Author’s Note: This one wrote itself in a way. The sing-song rhythm that I invariably fall into when I read it wasn’t planned at all. I think with a bit of massaging, it could probably be a great poem, but I really like it as it is. Which, now that I think of it, is pretty meta in this case.
For Jameson Crowe’s entire life, The Movement had grown.
The wars, the plague, the fury of nature, the hate, the bile, the ice, the flames, the guns, the machines, the killing, the dying, the struggle to hold on to a ruthless existence for fear of trading it in for nothing — all these things and many more had kicked and stomped and rained upon and spit upon the dying ember of the human spirit for far too long. Until one day every day meant that ten or a hundred or a thousand more people gave up the struggle and gave up the glow of that part of the ember they’d been given to guard.
And out of the charred and blistered ground of the death of the human spirit sprang the spring of the stream of The Movement. And as each man and woman and child gave up the glow of their part of the ember, The Movement gathered them in and made them its own, until the stream of The Movement swelled into a river that rushed across the barren lands.
And The Movement answered questions asked and unasked and questioned the answers that had always been given. It explained the inexplicable and achieved the impossible and cured and stopped the things that were wrong.
So Jameson Crowe only knew war from the books he’d read in school. And he knew nothing of plague and disease. And knew famine and drought and the fury of nature only from pictures of times before his.
And The Movement grew in the course of his life from the river It was on the day of his birth to a storm-engorged torrent that spilled over Its banks and flooded the world like a forty-day rain. It flowed into the hearts and minds and lives of the lost and hurt and exhausted. And gathered them all into Itself and made them a part of a greater whole.
All of them, except Jameson Crowe.
For all of his life, while the Movement grew, Jameson chose to stand apart. Earlier on, near the start of his life, Jameson stood like an island — one among many with not a few friends to share in his sense of old-fashioned self. Gradually, though, through his two-score years, Jameson saw the tireless tides eating away at his comrade isles. And he watched as they melted slowly away until each of the isles succumbed in the end and joined with the force that had broken them down. Until, at last, Jameson looked, but for all of his searching failed to find even one other island in the whole of the churning and ravenous sea that the once humble Movement had finally become.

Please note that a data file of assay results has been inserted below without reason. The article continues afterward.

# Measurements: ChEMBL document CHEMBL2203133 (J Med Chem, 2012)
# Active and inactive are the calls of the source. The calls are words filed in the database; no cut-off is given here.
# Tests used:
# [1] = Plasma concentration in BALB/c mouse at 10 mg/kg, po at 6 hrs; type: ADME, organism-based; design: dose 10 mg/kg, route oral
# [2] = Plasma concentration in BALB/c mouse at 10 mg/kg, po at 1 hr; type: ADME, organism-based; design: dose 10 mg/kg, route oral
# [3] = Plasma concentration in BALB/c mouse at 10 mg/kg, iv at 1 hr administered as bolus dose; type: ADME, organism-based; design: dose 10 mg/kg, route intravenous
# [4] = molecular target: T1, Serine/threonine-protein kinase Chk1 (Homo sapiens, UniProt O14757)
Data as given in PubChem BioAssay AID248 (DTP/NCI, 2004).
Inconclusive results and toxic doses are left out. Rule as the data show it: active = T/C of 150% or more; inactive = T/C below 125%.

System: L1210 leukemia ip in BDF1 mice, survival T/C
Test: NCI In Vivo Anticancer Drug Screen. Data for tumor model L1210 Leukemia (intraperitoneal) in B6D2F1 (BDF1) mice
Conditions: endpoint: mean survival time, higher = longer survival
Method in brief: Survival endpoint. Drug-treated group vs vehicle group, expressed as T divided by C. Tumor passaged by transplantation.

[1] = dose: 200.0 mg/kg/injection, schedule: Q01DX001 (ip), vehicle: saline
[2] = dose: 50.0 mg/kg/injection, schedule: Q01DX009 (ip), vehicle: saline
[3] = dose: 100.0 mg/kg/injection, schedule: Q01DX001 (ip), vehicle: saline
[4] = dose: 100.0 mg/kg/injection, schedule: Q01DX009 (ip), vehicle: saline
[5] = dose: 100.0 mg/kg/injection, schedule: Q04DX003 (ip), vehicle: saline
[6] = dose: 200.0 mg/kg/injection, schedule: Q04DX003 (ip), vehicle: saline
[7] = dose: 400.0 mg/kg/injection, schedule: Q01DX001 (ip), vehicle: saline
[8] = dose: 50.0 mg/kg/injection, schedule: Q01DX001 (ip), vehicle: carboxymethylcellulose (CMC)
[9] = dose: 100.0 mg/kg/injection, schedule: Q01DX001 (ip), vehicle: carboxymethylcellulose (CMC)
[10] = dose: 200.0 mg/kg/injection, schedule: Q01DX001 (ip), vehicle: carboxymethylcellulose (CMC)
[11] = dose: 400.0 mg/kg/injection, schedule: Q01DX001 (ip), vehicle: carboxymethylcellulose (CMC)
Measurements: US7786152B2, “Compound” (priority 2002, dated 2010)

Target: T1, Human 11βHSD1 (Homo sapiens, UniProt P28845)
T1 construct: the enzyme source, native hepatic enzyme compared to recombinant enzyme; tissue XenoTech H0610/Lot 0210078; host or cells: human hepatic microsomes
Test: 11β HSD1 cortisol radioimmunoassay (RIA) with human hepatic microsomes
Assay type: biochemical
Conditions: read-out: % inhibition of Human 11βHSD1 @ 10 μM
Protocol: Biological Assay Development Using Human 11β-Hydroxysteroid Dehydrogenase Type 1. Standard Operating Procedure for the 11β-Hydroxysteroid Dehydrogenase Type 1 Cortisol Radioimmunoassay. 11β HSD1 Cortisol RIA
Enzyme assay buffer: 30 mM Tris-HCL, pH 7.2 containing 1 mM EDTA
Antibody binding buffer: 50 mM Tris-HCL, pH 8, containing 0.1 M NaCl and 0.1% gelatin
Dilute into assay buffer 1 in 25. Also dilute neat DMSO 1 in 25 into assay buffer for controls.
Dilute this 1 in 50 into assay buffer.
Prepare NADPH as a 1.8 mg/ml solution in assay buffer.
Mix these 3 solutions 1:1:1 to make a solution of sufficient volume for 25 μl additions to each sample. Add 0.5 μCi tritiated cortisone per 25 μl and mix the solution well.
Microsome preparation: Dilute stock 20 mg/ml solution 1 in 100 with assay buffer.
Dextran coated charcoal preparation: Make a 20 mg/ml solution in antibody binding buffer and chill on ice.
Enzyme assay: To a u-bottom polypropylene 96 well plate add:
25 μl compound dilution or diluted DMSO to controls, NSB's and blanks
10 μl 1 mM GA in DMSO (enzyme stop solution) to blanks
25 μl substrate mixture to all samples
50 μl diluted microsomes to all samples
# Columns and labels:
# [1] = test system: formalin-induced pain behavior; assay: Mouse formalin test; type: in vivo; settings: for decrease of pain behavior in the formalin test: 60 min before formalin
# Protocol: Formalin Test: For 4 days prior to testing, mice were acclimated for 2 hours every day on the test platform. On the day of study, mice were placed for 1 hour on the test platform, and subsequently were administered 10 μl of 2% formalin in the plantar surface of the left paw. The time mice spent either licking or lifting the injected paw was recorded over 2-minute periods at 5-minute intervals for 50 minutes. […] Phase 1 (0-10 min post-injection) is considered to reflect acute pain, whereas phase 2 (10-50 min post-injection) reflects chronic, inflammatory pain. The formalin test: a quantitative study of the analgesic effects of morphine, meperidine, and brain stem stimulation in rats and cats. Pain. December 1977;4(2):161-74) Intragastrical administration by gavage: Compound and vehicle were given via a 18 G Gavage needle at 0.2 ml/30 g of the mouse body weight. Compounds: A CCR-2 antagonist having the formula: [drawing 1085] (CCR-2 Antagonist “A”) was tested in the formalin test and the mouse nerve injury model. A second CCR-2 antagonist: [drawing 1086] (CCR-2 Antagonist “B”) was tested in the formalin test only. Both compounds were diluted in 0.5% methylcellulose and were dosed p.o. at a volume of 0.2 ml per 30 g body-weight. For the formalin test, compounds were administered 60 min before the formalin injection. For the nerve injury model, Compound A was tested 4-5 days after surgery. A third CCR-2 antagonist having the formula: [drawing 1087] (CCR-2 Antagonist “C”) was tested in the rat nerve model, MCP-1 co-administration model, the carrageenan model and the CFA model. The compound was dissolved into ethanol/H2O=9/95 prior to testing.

And The Movement battered and washed him over until Jameson Crowe no longer felt so much like an island in a storm-fevered sea as one grain of sand in the grip of a flood that tossed and threw and pushed it about and squeezed and crushed and cramped all the time from every direction in every way.
But Jameson held to his old-fashioned self in spite of the flood and the sea and the tide. And the sea of The Movement tossed him about more strongly still as the winds of a change gathered above and moved the sea with hurricane force until every part was a whitecap wave.
The wind of change that blew so strong was a promise made so long ago by The Movement to those that It called Its own. The promise was a Rapture of immediate grace and the wind revealed that the promise was near.
But Jameson held to his old-fashioned self as the squeeze and crush and cramp increased in the churn of excitement of the glory at hand. Until one day Jameson woke to the light and the breeze of a new summer day in a world of silence broken but little by the chirp and the song of the birds of the land.
While he’d slept the sleep of the non-believer The Rapture had come and The Movement had gone. And Jameson looked but for all his searching failed to find even one other person left in the place that he called his home.
Jameson searched the land all around for signs that he wasn’t alone, for one other soul left behind in the whole of the man-scarred world. But the world, like the men that had afflicted it, had been cured of the blight that had festered upon it when The Rapture had come and The Movement had gone.
Yet Jameson searched, until one day he came to a tower that reached to the sky. And Jameson climbed to the tip of the tower and fearful and anxious looked out on the land that stretched away in every direction, showing itself to his dark, searching eye.
And gazing down on the empty land, Jameson finally accepted the truth. He was the last of a vanished race, a man without a people.
Jameson Crowe was completely alone.
And tears welled up in Jameson’s eyes. And tears streamed down his softening face. And his body shook as never before with the racking violence of unhindered sobs.
The Movement’s Rapture had finally come and left Jameson Crowe to the world alone. And with It had gone all the crush and the pressure and the tossing and throwing and pushing about and the spring and the flood and the sea and the tide and everything else that had ever stopped him from being the man that he wanted to be.
And the freedom and peace of a life without the crush of the tireless tide flowed into his body and mind and heart. And Jameson smiled for the first time in years, and yelled and danced at the tip of the tower. And Jameson knew what he was never to know and felt what he was never to feel — the joy and the bliss and the simple beauty of a rapture all his own.